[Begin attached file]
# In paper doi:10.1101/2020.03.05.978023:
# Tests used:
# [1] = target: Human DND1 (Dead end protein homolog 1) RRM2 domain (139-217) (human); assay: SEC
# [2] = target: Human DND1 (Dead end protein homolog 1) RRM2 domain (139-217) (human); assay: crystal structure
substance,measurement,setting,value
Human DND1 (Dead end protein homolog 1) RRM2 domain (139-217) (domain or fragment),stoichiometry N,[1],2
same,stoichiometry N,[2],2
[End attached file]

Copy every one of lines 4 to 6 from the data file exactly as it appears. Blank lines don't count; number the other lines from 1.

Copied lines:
# [2] = target: Human DND1 (Dead end protein homolog 1) RRM2 domain (139-217) (human); assay: crystal structure
substance,measurement,setting,value
Human DND1 (Dead end protein homolog 1) RRM2 domain (139-217) (domain or fragment),stoichiometry N,[1],2